Last year’s big news for Disney history fans was the restoration of Walt’s office at the Burbank studios and the opening for D23 members to tour. We were among the first to check out this historic location.
The suite that housed the office had been used by many people over the years (a few years ago it was Marc Cherry’s office while he worked on Desperate Housewives). The restoration was a huge effort to return the rooms (because of course Walt Disney had more than one office in his office) to their mid-century glory. Painstaking efforts were made to match paint, carpets, and make sure everything was in there exactly as it had been when Walt worked there.
Luckily for the team Dave Smith had been on the lot the day Walt died. The company asked him to photograph and catalogue the entire office, a task that paid off when it came time to restore it. Dave’s photos and notes as well as the Archive team’s preservative efforts ensured that every object is back in its rightful place. The books are even tilted the same way.
The Secretary’s Office
The keep the room from being overly disturbed small groups are led through on their tour. We started in Walt’s secretary’s office. This was an appropriate place to begin since anyone coming to meet Walt would have to check in here.
This was another instance of great documentation and preservation bringing history to life: Walt’s secretary kept detailed logs of his schedule so we can see what he did on any given day for literally years. There’s one log open on the desk where you can see her detailed notes.
In a cabinet was a display of some of the company’s Oscars. While everything else in the suite is real these are not. The reason is that the real ones are on display at the Walt Disney Family Museum in San Francisco.
All of the furniture was made custom for the studio. The animators’ desks are legendary among artists and animators for their revolutionary style and function. The same designer who made those made chairs, tables, and other pieces just for use at the studio.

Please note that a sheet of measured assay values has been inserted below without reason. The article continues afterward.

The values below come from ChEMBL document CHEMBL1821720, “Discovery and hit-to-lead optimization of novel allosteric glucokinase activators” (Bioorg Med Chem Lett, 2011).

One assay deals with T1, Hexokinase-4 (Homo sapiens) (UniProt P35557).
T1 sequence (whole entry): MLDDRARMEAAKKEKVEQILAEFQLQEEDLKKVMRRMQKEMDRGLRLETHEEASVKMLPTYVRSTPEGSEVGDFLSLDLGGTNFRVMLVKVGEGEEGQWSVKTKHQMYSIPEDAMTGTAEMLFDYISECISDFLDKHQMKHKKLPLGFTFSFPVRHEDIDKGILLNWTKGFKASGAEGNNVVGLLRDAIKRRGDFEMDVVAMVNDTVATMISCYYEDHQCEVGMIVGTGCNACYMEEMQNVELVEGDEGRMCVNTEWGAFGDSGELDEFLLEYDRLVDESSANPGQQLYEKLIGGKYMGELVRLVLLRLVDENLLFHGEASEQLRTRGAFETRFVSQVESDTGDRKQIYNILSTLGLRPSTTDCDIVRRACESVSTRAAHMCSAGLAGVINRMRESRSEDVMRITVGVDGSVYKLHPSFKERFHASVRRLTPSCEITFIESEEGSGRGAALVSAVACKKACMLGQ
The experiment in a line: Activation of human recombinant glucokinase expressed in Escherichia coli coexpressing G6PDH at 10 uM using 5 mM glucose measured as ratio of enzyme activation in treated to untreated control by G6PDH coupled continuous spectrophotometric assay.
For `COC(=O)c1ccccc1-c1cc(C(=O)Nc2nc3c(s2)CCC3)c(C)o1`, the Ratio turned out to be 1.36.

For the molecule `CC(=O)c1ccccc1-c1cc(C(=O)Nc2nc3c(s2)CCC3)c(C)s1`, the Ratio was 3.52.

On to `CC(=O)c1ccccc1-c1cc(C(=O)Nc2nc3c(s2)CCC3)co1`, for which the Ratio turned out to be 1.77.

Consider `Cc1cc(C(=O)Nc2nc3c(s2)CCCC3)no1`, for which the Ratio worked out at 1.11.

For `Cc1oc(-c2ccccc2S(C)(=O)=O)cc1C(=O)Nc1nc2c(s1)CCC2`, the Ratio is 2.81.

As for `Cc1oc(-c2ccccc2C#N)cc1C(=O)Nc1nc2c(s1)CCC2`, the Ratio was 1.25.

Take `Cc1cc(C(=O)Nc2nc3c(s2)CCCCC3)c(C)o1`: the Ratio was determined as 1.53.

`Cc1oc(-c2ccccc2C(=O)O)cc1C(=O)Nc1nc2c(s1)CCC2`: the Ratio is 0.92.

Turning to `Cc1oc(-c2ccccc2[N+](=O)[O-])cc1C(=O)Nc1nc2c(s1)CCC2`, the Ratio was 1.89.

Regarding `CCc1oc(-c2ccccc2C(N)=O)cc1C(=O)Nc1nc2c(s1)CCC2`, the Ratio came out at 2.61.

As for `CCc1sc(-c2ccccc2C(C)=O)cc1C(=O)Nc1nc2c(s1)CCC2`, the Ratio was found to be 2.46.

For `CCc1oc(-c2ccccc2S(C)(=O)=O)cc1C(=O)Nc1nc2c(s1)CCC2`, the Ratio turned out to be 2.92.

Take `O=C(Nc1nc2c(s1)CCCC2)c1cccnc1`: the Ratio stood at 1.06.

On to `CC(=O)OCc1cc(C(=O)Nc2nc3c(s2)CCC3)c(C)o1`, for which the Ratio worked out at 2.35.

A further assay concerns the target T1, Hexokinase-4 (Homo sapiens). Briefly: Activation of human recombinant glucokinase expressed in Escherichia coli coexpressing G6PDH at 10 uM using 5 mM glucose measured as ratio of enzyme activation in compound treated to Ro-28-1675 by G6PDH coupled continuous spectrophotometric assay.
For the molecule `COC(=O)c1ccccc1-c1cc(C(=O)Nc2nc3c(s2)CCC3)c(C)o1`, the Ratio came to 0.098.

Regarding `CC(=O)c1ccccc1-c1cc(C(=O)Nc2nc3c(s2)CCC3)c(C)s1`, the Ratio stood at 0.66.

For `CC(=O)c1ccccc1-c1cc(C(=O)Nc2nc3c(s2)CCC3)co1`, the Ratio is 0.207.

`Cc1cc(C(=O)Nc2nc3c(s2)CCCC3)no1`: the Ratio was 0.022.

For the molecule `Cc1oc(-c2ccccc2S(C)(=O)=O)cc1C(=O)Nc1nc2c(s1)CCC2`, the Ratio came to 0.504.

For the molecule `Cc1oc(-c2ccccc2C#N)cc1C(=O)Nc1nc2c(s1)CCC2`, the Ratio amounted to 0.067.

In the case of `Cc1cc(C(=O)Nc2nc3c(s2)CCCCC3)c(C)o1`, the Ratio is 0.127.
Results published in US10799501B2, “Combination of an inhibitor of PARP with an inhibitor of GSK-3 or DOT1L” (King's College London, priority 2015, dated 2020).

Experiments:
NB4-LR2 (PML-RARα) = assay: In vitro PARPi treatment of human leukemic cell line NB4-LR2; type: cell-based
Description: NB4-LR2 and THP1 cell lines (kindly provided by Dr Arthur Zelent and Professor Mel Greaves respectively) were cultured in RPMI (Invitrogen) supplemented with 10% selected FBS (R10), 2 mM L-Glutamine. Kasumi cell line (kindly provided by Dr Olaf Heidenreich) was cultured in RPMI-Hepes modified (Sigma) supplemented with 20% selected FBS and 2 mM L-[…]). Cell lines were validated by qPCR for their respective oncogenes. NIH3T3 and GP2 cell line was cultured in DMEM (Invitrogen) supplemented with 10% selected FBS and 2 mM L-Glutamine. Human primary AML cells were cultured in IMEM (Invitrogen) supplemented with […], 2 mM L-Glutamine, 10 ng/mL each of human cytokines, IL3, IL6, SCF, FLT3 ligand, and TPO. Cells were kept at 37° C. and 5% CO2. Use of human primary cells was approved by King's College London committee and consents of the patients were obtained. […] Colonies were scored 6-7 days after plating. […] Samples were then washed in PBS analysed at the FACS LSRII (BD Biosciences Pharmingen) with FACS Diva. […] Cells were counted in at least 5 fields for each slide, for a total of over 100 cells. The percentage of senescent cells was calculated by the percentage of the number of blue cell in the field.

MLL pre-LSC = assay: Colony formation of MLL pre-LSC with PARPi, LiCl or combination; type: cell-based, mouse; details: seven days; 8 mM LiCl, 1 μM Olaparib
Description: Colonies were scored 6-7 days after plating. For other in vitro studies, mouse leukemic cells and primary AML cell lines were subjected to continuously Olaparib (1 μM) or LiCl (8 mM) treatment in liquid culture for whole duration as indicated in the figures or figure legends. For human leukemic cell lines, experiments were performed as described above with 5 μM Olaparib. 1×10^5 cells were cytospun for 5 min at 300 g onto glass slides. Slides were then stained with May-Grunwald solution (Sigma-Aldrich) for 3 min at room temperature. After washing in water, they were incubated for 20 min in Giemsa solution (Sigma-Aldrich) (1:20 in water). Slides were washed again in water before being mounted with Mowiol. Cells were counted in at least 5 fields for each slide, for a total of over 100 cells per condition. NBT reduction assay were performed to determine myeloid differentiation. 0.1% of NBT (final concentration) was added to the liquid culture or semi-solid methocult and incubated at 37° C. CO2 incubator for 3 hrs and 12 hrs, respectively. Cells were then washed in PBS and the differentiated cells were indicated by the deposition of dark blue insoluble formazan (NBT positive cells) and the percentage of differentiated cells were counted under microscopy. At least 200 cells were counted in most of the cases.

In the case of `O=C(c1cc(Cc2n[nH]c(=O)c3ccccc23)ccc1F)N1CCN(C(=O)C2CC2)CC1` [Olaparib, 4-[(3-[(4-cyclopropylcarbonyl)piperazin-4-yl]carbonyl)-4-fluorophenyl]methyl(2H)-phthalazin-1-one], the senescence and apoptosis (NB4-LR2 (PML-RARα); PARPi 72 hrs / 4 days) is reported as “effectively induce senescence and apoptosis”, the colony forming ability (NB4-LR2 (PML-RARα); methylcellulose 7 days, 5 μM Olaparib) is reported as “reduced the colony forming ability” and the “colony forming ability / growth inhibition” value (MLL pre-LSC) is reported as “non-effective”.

Office Number 1
As I mentioned within the suite there are multiple rooms for business and meetings. This first room had a desk for Walt to work at but is notable for the custom piano. Whenever the Sherman brothers were visiting Walt would invite them up and ask for his favorite song: “Feed the Birds.”
There’s a seating area for guests and nearly all the rooms have similar seating arrangements. Obviously Walt entertained a lot of visitors.
Behind his desk is his collection of miniatures. After a polo accident left him with chronic pain it was suggested that Walt should take up a safe hobby. His was collecting and then making miniatures. Guests often brought him new additions for his collection.
On the desk is a large ship’s bell, a gift from the US Coast Guard in recognition of one of Walt Disney’s True Life Adventure serials. The bell is notable in that Walt’s secretary used it to call him to lunch. One day he complained that he had missed lunch because he was so busy and his secretary hadn’t interrupted him. He told her to ring the bell to let him know in the future. So she did and everyone at the studios would know that Walt was at lunch.
On the coffee table is a clockwork bird that looks like a mere decoration but was really the genesis of the Enchanted Tiki Room animatronics and thus all animatronics. This was a gift and Walt was so delighted by it and it’s ingenuity that he sought to create a larger, more life-like version. This little bird is where all of Disney’s animatronics came from.
Office Number 2
A man as powerful as Walt Disney needed more than one office to accommodate all his activities. This second office is much more of a working office than the first. Behind the desk are some of the books he was reading at the time of his death (Bedknobs and Broomsticks is there. He optioned the film rights but never got to see it get made). On the wall are plans for Disneyland and the Florida Project aka Walt Disney World.
General Electric built a kitchen in this room for Walt to use and entertain in. It is hidden behind an automated wall panel that keeps it hidden. Everything in its automated and custom-built. The Archives staff have filled it with Walt’s necessary ingredients for his famous chilli.
The suite also houses makeshift personal quarters for when Walt needed to see his physical therapist (that polo injury seriously debilitated his physical health, which was something he hid well from the public) or happened to spend too long on a project. You really get the sense that this was a real person’s second home, full of the clutter and miscellany that accumulates when home and work mix.
The full studio tour features a tour of the suite. If you are attending a D23 screening or party you won’t be able to take a look. Make sure to grab studio tour tickets when they become available and you’ll get a chance to step inside living history.